negative 1, so this is going to be equal to-- do the outside

of the integral, a to b.

If I multiply the inside-- I'll do a dx out here --if I

multiply the inside of the integral by negative 1,

these two guys switch.

So it becomes p of x of y2 of x.

And then you're going to have minus p of x and y1 of x.

My handwriting's getting a little messy.

But I can't just multiply just the inside by minus 1.

I don't want to change the integral, so I multiplied the

inside by minus 1, let me multiply the outside

by minus 1.

And since I multiplied by minus 1 twice, these two

things are equivalent.

Or you could say this is the negative of that.

Either way, I think you appreciate that I haven't

changed the integral at all, numerically.

I multiplied the inside and the outside by minus 1.

And now the next step I'm going to do, it might look a little

bit foreign to you, but I think you'll appreciate it.

It might be obvious to you if you've recently done

some double integrals.

So this thing can be rewritten as minus the integral from a to

b of-- and let me do a new color --of the function p of x,

y evaluated at y2 of x minus-- and let me make it very clear;

this is y is equal to y2 of x --minus this function evaluated

at y is equal to y1 of x.

And of course all of that times dx.

This statement and what we saw right here-- this

statement right here --are completely identical.

And then if we assume that a partial derivative of capital P

with respect to y exists, hopefully you'll realize-- and

I'll focus on this a little bit because I don't want to

confuse you on this step.

Let me write the outside of this integral.

So this is going to be equal to-- and this is kind of a neat

outcome, and we're starting to build up to a very neat

outcome, which will probably have to take the next video to

do --so we do the outside dx.

If we assume that capital P has a partial derivative, this

right here is the exact same thing.

This right here is the exact same thing as the partial

derivative of P with respect to y, dy, the antiderivative of

that from y1 of x to y2 of x.

I want to make you feel comfortable that these two

things are equivalent.

And to realize they're equivalent, you'll probably

just have to start here and then go to that.

We're used to seeing this; we're used to seeing a double

integral like this, and then the very first step we say, OK

to solve this double integral we start on the inside integral

right there, and we say, OK let's take the antiderivative

of this with respect to y.

So if you take the antiderivative of the partial

of p with respect to y, you're going to end up with p.

And since this is a definite integral, the boundaries are

going to be in terms of x, you're going to evaluate that

from y is equal to y2 of x, and you're going to subtract from

that y is equal to y1 of x.

Normally we start with something like this, and we

go to something like this.

This is kind of unusual that we started, we kind of solved, we

started with the solution of the definite integral, and then

we slowly built back to the definite integral.

So hopefully you realize that this is true, that this is

just we're kind of going in a reverse direction

than we normally do.

And if you do realize that, then we've just established

a pretty neat outcome.

Because what is this right here?

Let me go back, let me see if I can fit everything.

I have some function-- and I'm assuming that the partial of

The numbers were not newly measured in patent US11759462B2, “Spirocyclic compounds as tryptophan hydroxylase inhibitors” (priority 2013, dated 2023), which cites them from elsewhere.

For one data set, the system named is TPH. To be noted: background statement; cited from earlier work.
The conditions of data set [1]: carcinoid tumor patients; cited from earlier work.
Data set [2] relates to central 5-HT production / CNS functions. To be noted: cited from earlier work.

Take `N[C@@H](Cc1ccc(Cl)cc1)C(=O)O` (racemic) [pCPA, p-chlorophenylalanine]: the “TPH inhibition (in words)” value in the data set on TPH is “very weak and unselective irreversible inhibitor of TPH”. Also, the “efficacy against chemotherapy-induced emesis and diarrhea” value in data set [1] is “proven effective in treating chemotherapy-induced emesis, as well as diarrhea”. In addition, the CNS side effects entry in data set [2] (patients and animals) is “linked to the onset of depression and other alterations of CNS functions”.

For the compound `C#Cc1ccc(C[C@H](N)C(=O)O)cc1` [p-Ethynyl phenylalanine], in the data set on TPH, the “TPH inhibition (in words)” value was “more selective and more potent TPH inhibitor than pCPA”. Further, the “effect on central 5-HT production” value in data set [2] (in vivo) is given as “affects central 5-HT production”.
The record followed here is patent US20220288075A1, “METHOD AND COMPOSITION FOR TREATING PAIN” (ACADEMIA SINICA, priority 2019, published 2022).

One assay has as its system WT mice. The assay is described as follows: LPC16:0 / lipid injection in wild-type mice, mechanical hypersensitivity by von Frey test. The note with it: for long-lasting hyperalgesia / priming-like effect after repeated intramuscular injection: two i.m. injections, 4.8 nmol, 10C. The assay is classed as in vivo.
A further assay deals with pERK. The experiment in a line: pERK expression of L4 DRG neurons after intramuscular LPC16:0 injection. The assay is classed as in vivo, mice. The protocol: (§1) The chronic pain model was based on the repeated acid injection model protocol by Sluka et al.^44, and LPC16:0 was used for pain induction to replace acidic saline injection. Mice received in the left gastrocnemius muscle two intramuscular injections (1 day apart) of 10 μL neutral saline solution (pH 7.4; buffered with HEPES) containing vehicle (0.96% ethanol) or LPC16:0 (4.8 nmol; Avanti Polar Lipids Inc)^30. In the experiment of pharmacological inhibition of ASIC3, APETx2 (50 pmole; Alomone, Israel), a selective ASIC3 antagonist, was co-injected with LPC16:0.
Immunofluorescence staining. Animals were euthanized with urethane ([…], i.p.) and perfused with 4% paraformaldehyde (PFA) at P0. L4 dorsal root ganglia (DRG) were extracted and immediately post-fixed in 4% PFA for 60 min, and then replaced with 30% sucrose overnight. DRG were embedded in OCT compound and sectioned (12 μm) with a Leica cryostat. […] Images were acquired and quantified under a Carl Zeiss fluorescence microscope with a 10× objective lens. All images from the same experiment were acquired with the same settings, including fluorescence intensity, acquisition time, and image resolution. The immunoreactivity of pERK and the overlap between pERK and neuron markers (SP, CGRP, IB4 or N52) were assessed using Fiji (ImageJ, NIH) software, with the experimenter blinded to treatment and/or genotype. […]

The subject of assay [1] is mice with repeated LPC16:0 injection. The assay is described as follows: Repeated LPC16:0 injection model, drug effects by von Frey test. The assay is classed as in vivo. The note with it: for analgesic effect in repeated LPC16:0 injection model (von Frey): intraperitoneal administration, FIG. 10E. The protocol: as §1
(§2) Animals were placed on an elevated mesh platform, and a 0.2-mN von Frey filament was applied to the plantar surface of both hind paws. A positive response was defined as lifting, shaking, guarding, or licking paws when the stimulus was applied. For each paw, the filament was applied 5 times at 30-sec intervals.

P with respect to y exists --but I have some function

defined over the xy plane.

You know, you could imagine we're dealing in

three dimensions now.

We'll draw a little bit neater.

So that's y, that's x, that's z, so this, you could imagine,

is some surface; it just happens to be the partial

of P with respect to x.

So it's some surface on the xy plane like that.

And what are we doing?

We're taking the double integral under that surface,

around this region.

The region's boundaries in terms of y are defined

by y2 and y1 of x.

So you literally have that curve.

That's y2 on top, y1 on the bottom.

And so we're essentially taking the volume above.

So if you imagine with the base is-- the whole floor of this is

going to be the area inside of this curve, and then the height

is going to be the function partial of P with respect to y.

It's going to be a little hard for me to draw, but this is

essentially some type of a volume, if you want to

visualize it that way.

But the really neat outcome here is if you call this region

r, we've just simplified this line integral.

And this was a special one.

It only had an x-component, the vector field, but we've just

simplified this line integral to being equivalent to-- maybe

I should write this line integral because that's what's

the really neat outcome.

We've just established that this thing right here, which

is the same as our original one, so let me write that.

The closed line integral around the curve c of p of xy, dx,

we've just established that that's the same thing as the

double integral over the region r-- this is the region

r --of the partial of P with respect to y.

And we could write dy, dx, or we could write da, whatever you

want to write, but this is the double integral

over that region.

The neat thing here is using a vector field that only had an

x-component, we were able to connect its line integral to

the double integral over region-- oh, and I forgot

something very important.

We had a negative sign out here.

So this was a minus sign out here.

Or we could even put the minus in here, but I think you

get the general idea.

In the next video, I'm going to do the same exact thing with

the vector field that only has vectors in the y-direction.

And then we'll connect the two and we'll end up

with Green's theorem.